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Kensington’s Joshua the Pretzel Boy

Graphic of a pretzel with Allegheny Station at the corner of Kensington and Allegheny Avenues in the background. (Photo by Solmaira Valerio, Photo illustration by Zari Tarazona)

Truth be told, “Joshua the Pretzel Boy” was inspired by the song, “Eli, the Barrow Boy” by the rock band The Decemberists

If you grew up in Kensington during the late ‘60s and early ‘70s, selling pretzels may have been one of your major sources of income, along with shining shoes and collecting papers and rags. 

Let’s do the math. With just two trips to the pretzel bakery, you can turn a dollar into $4. To put that into perspective, $4 in 1968 has the purchasing power of $34.39 in 2023, per the inflation calculator. Picture yourself as a 10-year-old during this time. A 3 Musketeers candy bar was a nickel. As the kids would say, you were living large.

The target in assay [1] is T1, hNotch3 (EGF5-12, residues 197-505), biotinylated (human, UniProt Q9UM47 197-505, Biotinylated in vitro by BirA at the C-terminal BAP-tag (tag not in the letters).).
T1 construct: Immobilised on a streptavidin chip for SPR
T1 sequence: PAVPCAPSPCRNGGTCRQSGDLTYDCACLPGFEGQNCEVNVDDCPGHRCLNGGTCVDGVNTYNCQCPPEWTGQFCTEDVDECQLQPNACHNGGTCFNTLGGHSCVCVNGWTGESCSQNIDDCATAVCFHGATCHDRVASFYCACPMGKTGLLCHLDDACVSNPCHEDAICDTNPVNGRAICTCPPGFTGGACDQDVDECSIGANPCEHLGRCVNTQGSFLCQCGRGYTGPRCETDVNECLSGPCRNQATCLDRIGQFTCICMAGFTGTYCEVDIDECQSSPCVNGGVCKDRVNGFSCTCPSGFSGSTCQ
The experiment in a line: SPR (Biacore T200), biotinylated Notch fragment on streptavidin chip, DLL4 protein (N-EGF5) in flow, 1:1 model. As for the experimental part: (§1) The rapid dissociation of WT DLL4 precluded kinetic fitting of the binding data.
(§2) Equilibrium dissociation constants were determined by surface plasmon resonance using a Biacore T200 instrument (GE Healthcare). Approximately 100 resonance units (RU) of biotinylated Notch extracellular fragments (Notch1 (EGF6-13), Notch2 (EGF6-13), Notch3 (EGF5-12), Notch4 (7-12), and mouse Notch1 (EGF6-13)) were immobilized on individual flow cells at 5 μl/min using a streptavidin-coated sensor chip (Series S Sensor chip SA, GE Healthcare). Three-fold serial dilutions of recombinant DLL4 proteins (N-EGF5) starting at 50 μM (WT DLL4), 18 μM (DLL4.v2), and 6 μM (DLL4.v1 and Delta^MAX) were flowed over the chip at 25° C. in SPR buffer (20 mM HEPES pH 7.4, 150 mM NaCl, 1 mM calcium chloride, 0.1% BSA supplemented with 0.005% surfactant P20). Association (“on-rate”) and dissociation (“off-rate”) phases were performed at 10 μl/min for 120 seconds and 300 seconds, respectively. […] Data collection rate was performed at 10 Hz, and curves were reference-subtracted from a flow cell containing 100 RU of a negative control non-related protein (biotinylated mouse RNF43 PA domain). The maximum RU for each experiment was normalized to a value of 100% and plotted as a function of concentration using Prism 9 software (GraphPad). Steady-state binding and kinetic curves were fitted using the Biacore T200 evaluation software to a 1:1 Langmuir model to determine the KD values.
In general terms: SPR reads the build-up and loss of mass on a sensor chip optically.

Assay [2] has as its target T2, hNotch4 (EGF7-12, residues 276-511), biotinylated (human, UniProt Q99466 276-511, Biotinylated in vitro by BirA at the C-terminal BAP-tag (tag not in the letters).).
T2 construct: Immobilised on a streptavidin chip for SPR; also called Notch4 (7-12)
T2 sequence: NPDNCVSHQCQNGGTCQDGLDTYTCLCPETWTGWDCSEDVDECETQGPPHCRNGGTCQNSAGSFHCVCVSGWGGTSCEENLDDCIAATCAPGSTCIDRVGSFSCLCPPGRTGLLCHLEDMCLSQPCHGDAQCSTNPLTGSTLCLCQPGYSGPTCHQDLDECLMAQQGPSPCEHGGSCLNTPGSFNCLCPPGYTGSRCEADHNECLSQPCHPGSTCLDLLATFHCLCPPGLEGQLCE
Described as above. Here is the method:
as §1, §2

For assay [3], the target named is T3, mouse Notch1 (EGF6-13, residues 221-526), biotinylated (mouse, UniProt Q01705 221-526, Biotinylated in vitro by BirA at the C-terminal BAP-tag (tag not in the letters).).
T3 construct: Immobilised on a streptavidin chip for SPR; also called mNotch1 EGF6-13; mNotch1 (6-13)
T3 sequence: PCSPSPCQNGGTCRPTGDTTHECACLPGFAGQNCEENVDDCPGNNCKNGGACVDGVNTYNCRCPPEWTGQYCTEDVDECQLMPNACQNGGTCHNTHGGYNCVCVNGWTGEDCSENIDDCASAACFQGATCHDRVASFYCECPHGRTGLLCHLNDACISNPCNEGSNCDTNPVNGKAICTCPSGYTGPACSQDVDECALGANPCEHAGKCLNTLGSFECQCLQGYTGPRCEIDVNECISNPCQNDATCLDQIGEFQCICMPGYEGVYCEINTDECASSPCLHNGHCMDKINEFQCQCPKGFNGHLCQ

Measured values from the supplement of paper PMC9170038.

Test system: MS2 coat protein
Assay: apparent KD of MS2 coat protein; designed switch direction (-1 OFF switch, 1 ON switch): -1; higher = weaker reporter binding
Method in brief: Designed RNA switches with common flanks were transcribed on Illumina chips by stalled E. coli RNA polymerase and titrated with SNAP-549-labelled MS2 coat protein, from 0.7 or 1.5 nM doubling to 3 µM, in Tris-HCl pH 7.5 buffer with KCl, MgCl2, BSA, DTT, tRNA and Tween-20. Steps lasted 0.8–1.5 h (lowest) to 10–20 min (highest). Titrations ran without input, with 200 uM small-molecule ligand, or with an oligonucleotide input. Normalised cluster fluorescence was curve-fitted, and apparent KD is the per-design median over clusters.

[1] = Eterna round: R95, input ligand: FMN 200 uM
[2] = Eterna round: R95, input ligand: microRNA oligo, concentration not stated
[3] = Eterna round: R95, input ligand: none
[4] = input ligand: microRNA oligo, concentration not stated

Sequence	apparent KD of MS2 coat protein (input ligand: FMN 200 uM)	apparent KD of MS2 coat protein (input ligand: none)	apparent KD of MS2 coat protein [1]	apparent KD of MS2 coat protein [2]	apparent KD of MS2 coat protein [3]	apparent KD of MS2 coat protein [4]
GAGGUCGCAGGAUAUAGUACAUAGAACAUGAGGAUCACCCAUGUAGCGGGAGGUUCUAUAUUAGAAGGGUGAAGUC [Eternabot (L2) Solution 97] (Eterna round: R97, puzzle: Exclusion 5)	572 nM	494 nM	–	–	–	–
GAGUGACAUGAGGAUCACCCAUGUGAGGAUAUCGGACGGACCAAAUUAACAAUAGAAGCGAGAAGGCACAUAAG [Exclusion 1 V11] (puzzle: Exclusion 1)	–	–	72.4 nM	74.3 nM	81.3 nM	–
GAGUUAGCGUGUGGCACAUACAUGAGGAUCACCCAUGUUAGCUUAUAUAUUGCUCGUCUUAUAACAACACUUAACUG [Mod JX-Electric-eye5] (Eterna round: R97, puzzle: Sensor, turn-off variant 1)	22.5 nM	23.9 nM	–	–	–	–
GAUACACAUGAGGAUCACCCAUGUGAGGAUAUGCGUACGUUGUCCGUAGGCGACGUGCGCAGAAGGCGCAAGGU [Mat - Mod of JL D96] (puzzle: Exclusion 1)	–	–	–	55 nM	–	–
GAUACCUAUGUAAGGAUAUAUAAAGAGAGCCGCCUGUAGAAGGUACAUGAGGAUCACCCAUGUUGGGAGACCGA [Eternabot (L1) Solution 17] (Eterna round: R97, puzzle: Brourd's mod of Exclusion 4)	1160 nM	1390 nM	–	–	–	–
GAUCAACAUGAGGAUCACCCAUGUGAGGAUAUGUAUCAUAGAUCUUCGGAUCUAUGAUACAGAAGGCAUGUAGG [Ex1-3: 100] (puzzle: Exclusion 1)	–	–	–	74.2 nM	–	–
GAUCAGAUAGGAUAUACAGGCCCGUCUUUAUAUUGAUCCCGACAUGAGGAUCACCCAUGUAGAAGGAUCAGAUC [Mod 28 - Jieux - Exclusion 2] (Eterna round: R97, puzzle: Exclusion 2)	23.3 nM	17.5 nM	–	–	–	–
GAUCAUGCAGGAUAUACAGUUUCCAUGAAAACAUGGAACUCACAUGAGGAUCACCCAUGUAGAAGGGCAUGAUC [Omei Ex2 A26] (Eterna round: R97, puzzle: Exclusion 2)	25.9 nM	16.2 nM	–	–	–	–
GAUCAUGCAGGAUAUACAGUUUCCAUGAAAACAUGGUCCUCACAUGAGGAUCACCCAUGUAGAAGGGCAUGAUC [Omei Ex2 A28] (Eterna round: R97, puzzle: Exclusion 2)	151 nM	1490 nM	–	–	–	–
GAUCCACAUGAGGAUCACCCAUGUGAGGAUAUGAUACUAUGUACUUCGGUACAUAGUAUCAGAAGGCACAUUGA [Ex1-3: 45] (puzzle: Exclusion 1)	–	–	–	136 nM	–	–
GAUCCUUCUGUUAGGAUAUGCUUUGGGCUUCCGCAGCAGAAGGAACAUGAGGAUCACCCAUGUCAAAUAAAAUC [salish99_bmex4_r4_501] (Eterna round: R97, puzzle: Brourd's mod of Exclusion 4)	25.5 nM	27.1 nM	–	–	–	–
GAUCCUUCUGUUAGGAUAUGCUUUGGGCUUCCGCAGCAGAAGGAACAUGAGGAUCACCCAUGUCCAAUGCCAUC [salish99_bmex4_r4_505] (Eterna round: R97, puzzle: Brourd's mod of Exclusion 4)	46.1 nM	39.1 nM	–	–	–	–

Now with the exception of selling their goods, walking up and down the street, and having a passion for corduroy, Eli and Josh had very little in common. Eli’s wheelbarrow was filled with coal and marigolds, while Josh’s empty beer box was filled with pretzels, a dish towel, a butter knife, and mustard. Eli was trying to earn money to buy a fine robe made of silk and Arabian thread to bury his lover in. Joshua just wanted what all the other kids had. 

Joshua the pretzel boy

Wakes up before the rooster

Sells his pretzels every day

Wants to buy his first computer

Mommy’s mustard and a butter knife

A kitchen towel when it’s done right

Keeps the pretzels nice and warm

When you tuck it nice and tight

Josh is wearing corduroy

Even though it’s summer time

Says it’s clean, it fits, I’m wearing it

What’s the difference anyway?

In the battle with our poverty

Josh walks tall and proud

That’s the Irish Catholic way

A Kenzo takes a vow

Computers came for Christmas

For most of Josh’s friends

But Josh’s dad was short this year

You know how it is

The morning brings the dawn

The dawn summons the soul

Throughout the streets of Kensington

Josh will sing his song

It’s music to our ears

A symphony for some

When you’re really hungry

Josh can be a godsend

Joshua the pretzel boy

Wakes up before the rooster

Sells his pretzels every day

Wants to buy his first computer

Editors: Siani Colón, Zari Tarazona / Designer: Siani Colón

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